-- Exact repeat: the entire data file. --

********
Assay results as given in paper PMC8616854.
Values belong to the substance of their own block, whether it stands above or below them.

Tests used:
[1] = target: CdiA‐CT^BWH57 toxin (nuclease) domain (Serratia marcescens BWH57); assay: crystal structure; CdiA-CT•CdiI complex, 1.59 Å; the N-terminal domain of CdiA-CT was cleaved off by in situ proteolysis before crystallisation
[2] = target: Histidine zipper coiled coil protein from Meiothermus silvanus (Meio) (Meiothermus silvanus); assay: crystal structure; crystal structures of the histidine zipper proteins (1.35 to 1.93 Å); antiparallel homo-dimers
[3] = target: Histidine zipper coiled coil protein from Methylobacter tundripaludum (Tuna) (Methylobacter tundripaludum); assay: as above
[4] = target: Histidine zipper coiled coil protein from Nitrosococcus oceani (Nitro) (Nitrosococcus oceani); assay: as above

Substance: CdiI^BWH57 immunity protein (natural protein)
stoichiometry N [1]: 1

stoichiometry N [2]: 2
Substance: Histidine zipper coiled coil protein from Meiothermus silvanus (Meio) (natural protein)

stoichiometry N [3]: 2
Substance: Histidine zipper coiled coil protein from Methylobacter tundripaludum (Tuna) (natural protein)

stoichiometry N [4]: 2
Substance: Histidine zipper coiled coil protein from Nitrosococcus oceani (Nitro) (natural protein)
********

Assay results as given in paper PMC8616854.
Values belong to the substance of their own block, whether it stands above or below them.

Tests used:
[1] = target: CdiA‐CT^BWH57 toxin (nuclease) domain (Serratia marcescens BWH57); assay: crystal structure; CdiA-CT•CdiI complex, 1.59 Å; the N-terminal domain of CdiA-CT was cleaved off by in situ proteolysis before crystallisation
[2] = target: Histidine zipper coiled coil protein from Meiothermus silvanus (Meio) (Meiothermus silvanus); assay: crystal structure; crystal structures of the histidine zipper proteins (1.35 to 1.93 Å); antiparallel homo-dimers
[3] = target: Histidine zipper coiled coil protein from Methylobacter tundripaludum (Tuna) (Methylobacter tundripaludum); assay: as above
[4] = target: Histidine zipper coiled coil protein from Nitrosococcus oceani (Nitro) (Nitrosococcus oceani); assay: as above

Substance: CdiI^BWH57 immunity protein (natural protein)
stoichiometry N [1]: 1

stoichiometry N [2]: 2
Substance: Histidine zipper coiled coil protein from Meiothermus silvanus (Meio) (natural protein)

stoichiometry N [3]: 2
Substance: Histidine zipper coiled coil protein from Methylobacter tundripaludum (Tuna) (natural protein)

stoichiometry N [4]: 2
Substance: Histidine zipper coiled coil protein from Nitrosococcus oceani (Nitro) (natural protein)